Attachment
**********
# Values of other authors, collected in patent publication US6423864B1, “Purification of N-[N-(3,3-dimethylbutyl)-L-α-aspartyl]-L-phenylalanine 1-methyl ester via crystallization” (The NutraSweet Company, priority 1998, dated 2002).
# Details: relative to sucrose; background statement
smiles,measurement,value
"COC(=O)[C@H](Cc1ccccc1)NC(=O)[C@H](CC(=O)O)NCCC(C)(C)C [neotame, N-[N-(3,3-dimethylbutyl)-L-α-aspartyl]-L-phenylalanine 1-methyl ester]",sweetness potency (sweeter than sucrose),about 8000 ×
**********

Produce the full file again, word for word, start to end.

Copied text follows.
# Values of other authors, collected in patent publication US6423864B1, “Purification of N-[N-(3,3-dimethylbutyl)-L-α-aspartyl]-L-phenylalanine 1-methyl ester via crystallization” (The NutraSweet Company, priority 1998, dated 2002).
# Details: relative to sucrose; background statement
smiles,measurement,value
"COC(=O)[C@H](Cc1ccccc1)NC(=O)[C@H](CC(=O)O)NCCC(C)(C)C [neotame, N-[N-(3,3-dimethylbutyl)-L-α-aspartyl]-L-phenylalanine 1-methyl ester]",sweetness potency (sweeter than sucrose),about 8000 ×